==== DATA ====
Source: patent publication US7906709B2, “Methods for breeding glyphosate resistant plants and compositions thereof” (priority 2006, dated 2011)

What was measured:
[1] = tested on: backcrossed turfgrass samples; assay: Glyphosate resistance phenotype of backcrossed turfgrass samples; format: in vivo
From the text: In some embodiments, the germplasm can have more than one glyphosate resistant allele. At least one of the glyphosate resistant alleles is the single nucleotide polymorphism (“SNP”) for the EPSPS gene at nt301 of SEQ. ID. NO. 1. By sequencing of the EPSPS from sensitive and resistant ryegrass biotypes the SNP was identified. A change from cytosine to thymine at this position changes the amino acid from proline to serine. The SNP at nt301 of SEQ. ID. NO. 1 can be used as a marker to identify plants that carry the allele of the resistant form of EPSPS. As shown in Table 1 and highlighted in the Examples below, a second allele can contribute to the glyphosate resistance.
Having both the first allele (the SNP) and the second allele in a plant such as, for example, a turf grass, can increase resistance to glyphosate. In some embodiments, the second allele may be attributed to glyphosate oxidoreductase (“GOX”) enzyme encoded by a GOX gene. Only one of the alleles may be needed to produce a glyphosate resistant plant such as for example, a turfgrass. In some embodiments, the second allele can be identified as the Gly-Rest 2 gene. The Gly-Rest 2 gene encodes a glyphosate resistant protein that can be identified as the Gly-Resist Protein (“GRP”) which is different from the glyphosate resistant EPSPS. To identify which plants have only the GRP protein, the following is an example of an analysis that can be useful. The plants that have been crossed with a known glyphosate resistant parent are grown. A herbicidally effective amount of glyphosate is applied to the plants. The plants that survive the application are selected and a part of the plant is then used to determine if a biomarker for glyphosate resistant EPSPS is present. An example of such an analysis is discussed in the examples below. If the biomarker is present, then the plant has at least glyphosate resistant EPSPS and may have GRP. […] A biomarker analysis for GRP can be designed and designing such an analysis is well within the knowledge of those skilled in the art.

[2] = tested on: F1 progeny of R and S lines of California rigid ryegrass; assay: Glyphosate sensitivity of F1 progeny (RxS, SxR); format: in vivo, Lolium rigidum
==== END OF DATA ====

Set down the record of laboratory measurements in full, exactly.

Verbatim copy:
Source: patent publication US7906709B2, “Methods for breeding glyphosate resistant plants and compositions thereof” (priority 2006, dated 2011)

What was measured:
[1] = tested on: backcrossed turfgrass samples; assay: Glyphosate resistance phenotype of backcrossed turfgrass samples; format: in vivo
From the text: In some embodiments, the germplasm can have more than one glyphosate resistant allele. At least one of the glyphosate resistant alleles is the single nucleotide polymorphism (“SNP”) for the EPSPS gene at nt301 of SEQ. ID. NO. 1. By sequencing of the EPSPS from sensitive and resistant ryegrass biotypes the SNP was identified. A change from cytosine to thymine at this position changes the amino acid from proline to serine. The SNP at nt301 of SEQ. ID. NO. 1 can be used as a marker to identify plants that carry the allele of the resistant form of EPSPS. As shown in Table 1 and highlighted in the Examples below, a second allele can contribute to the glyphosate resistance.
Having both the first allele (the SNP) and the second allele in a plant such as, for example, a turf grass, can increase resistance to glyphosate. In some embodiments, the second allele may be attributed to glyphosate oxidoreductase (“GOX”) enzyme encoded by a GOX gene. Only one of the alleles may be needed to produce a glyphosate resistant plant such as for example, a turfgrass. In some embodiments, the second allele can be identified as the Gly-Rest 2 gene. The Gly-Rest 2 gene encodes a glyphosate resistant protein that can be identified as the Gly-Resist Protein (“GRP”) which is different from the glyphosate resistant EPSPS. To identify which plants have only the GRP protein, the following is an example of an analysis that can be useful. The plants that have been crossed with a known glyphosate resistant parent are grown. A herbicidally effective amount of glyphosate is applied to the plants. The plants that survive the application are selected and a part of the plant is then used to determine if a biomarker for glyphosate resistant EPSPS is present. An example of such an analysis is discussed in the examples below. If the biomarker is present, then the plant has at least glyphosate resistant EPSPS and may have GRP. […] A biomarker analysis for GRP can be designed and designing such an analysis is well within the knowledge of those skilled in the art.

[2] = tested on: F1 progeny of R and S lines of California rigid ryegrass; assay: Glyphosate sensitivity of F1 progeny (RxS, SxR); format: in vivo, Lolium rigidum